She’s far from the first African-American person to find herself interacting with police after engaging in a normal activity. She’s not even the first elected official to have it happen this year. Oregon state Rep. Janelle Bynum said she was approached by a sheriff’s deputy while canvassing in July, after a constituent called police concerned that she was planning to rob homes because she was taking notes on her cell phone between houses.
Stubbs had been in the neighborhood no more than 20 minutes, she estimates, having knocked on five or six doors and had conversations with residents before the officer showed up.
“It was just so degrading,” she said. “It was humiliating. It was insulting.”
Stubbs wants to make clear that her interaction with the officer who responded to the call, Katherine Bland — a former social worker — was positive. Madison Police Department spokesman Joel DeSpain deferred to Bland’s report recounting the incident, which aligned with Stubbs’ description. According to Bland’s report and Stubbs’ description, the two ended their conversation with Stubbs and her mother sharing their cell phone numbers with Bland with an offer to help the officer work to improve race relations in other Madison communities.
But Stubbs still felt that she needed to go above and beyond in proving to Bland that she was who she said she was, and that she was doing what she said she was doing. She showed the officer her name tag, her campaign literature and her list of doors to knock. She kept her emotions in check. She held herself together.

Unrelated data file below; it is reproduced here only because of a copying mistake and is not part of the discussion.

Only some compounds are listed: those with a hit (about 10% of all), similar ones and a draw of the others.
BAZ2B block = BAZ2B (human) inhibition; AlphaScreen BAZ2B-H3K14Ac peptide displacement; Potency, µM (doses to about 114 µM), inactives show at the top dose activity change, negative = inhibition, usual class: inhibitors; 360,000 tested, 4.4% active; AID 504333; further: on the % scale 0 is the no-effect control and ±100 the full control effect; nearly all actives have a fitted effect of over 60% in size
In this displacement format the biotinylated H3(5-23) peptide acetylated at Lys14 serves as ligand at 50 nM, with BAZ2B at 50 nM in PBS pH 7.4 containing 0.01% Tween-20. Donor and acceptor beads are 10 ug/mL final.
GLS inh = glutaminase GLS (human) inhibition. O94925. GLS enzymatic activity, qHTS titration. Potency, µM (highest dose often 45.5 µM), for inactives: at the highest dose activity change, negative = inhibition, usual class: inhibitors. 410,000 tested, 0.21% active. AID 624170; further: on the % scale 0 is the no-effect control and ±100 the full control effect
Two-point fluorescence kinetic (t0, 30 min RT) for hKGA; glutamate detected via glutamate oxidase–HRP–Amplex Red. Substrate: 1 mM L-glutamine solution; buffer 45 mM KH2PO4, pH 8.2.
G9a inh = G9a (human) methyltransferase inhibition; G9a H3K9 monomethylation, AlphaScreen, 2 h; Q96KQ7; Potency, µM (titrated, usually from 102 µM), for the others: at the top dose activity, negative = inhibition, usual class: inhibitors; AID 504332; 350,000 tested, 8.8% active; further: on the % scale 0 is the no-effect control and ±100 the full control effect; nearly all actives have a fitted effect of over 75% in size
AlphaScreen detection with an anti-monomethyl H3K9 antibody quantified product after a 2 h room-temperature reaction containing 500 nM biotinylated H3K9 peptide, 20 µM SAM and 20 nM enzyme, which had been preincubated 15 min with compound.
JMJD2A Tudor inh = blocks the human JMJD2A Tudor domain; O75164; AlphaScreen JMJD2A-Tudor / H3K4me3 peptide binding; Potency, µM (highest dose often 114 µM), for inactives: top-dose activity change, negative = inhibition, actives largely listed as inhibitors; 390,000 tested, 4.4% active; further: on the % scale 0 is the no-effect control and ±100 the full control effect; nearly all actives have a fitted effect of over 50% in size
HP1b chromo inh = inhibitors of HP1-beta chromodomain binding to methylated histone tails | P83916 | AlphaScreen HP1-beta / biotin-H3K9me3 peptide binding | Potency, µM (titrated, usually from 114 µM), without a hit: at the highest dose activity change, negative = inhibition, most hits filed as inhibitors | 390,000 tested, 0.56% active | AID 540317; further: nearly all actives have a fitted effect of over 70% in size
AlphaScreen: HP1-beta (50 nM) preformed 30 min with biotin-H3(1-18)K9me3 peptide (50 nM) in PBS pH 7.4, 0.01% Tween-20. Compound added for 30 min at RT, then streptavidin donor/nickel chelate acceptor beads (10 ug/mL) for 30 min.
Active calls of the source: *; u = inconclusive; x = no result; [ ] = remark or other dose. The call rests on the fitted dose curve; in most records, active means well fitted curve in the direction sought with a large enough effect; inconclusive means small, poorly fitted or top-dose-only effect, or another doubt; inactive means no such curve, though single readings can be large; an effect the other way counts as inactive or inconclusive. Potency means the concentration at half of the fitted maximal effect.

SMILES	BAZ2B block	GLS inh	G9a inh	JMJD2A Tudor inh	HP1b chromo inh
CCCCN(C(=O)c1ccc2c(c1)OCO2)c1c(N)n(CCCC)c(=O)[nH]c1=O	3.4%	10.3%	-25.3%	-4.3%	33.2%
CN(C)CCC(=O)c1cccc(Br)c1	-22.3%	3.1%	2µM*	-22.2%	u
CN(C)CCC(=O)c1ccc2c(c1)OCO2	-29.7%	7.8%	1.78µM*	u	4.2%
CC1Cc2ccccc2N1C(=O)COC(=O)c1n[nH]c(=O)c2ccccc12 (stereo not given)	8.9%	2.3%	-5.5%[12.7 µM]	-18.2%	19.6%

What Stubbs hopes is that the person who made the call will read her story and get in touch with her — that he’ll tell her what led him to make the call, and that he’ll learn who she is.
"It's just not OK," Stubbs said. "When you specifically target people of color and call the police, sometimes there's different outcomes."
At this point in the campaign, she said, constituents had received three pieces of campaign mail from her. She’d been featured in media coverage, and she’d been a local elected official for more than a decade. It should not have been alarming to see her knocking on doors in the district, she said.
“I think it was the hardest journey of my life,” she said of the experience.
Over the course of her four-month campaign, Stubbs said she knocked on thousands of doors. But on this evening, she ended the effort early. She could hold herself together in the moment — for her daughter, for her mother — but she couldn’t keep knocking. From that day on, she said, she has been more “mindful" as she canvasses for herself and for other Democratic candidates.
The experience has changed her approach, but it has also motivated her to make deeper changes in policy and in society.
“I’ve worked so hard. This is something I’ve always wanted,” she said. “I wasn’t going to allow someone to take that, but it puts a hole in your heart, and it takes so long to mend it.”
Stubbs said she wants people to know Madison — despite its progressive billing — has a problem with racism, and that the city has work to do.
And that's why, she told her daughter, "mommy's working hard to make this a better community."